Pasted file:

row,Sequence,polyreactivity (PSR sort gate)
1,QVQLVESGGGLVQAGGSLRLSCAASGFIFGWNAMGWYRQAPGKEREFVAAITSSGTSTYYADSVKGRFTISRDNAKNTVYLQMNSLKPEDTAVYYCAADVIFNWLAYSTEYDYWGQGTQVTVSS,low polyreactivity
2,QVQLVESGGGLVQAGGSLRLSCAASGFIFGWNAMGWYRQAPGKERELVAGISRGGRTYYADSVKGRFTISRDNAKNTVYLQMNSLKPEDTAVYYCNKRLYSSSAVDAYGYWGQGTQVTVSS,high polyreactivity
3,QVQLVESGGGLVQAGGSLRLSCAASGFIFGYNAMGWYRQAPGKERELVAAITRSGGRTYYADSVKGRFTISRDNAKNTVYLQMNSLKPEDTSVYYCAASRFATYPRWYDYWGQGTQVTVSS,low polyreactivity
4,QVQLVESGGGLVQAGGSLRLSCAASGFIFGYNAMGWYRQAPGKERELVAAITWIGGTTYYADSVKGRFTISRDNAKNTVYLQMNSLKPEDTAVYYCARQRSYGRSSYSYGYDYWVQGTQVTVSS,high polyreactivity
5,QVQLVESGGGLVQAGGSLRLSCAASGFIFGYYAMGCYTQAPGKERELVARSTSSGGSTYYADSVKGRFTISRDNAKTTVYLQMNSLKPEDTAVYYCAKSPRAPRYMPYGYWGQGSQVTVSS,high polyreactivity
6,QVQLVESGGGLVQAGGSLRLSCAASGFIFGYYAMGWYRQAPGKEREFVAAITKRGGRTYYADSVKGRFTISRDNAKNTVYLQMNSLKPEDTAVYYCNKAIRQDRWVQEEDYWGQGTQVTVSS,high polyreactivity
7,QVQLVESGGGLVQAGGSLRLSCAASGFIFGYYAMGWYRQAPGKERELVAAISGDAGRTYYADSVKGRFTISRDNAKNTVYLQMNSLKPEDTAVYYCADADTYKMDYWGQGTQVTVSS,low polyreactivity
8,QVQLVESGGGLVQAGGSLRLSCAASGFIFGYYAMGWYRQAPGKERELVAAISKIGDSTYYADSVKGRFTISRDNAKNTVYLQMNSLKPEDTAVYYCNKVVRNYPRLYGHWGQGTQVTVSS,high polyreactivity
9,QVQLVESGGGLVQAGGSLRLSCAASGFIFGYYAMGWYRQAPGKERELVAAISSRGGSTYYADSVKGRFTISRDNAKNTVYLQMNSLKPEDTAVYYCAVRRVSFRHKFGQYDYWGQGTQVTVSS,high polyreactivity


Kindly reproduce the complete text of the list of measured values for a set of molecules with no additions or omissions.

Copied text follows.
row,Sequence,polyreactivity (PSR sort gate)
1,QVQLVESGGGLVQAGGSLRLSCAASGFIFGWNAMGWYRQAPGKEREFVAAITSSGTSTYYADSVKGRFTISRDNAKNTVYLQMNSLKPEDTAVYYCAADVIFNWLAYSTEYDYWGQGTQVTVSS,low polyreactivity
2,QVQLVESGGGLVQAGGSLRLSCAASGFIFGWNAMGWYRQAPGKERELVAGISRGGRTYYADSVKGRFTISRDNAKNTVYLQMNSLKPEDTAVYYCNKRLYSSSAVDAYGYWGQGTQVTVSS,high polyreactivity
3,QVQLVESGGGLVQAGGSLRLSCAASGFIFGYNAMGWYRQAPGKERELVAAITRSGGRTYYADSVKGRFTISRDNAKNTVYLQMNSLKPEDTSVYYCAASRFATYPRWYDYWGQGTQVTVSS,low polyreactivity
4,QVQLVESGGGLVQAGGSLRLSCAASGFIFGYNAMGWYRQAPGKERELVAAITWIGGTTYYADSVKGRFTISRDNAKNTVYLQMNSLKPEDTAVYYCARQRSYGRSSYSYGYDYWVQGTQVTVSS,high polyreactivity
5,QVQLVESGGGLVQAGGSLRLSCAASGFIFGYYAMGCYTQAPGKERELVARSTSSGGSTYYADSVKGRFTISRDNAKTTVYLQMNSLKPEDTAVYYCAKSPRAPRYMPYGYWGQGSQVTVSS,high polyreactivity
6,QVQLVESGGGLVQAGGSLRLSCAASGFIFGYYAMGWYRQAPGKEREFVAAITKRGGRTYYADSVKGRFTISRDNAKNTVYLQMNSLKPEDTAVYYCNKAIRQDRWVQEEDYWGQGTQVTVSS,high polyreactivity
7,QVQLVESGGGLVQAGGSLRLSCAASGFIFGYYAMGWYRQAPGKERELVAAISGDAGRTYYADSVKGRFTISRDNAKNTVYLQMNSLKPEDTAVYYCADADTYKMDYWGQGTQVTVSS,low polyreactivity
8,QVQLVESGGGLVQAGGSLRLSCAASGFIFGYYAMGWYRQAPGKERELVAAISKIGDSTYYADSVKGRFTISRDNAKNTVYLQMNSLKPEDTAVYYCNKVVRNYPRLYGHWGQGTQVTVSS,high polyreactivity
9,QVQLVESGGGLVQAGGSLRLSCAASGFIFGYYAMGWYRQAPGKERELVAAISSRGGSTYYADSVKGRFTISRDNAKNTVYLQMNSLKPEDTAVYYCAVRRVSFRHKFGQYDYWGQGTQVTVSS,high polyreactivity